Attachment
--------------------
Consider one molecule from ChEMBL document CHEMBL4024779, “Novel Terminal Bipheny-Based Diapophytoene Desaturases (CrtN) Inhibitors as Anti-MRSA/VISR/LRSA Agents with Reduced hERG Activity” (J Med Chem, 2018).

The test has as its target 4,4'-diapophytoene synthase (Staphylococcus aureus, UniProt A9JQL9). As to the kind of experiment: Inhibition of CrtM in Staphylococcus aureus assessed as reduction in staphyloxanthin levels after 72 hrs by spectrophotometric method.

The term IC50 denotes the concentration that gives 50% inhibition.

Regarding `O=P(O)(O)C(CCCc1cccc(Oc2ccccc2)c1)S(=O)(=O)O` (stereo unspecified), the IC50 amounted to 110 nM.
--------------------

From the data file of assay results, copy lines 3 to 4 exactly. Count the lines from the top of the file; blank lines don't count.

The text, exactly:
The term IC50 denotes the concentration that gives 50% inhibition.

Regarding `O=P(O)(O)C(CCCc1cccc(Oc2ccccc2)c1)S(=O)(=O)O` (stereo unspecified), the IC50 amounted to 110 nM.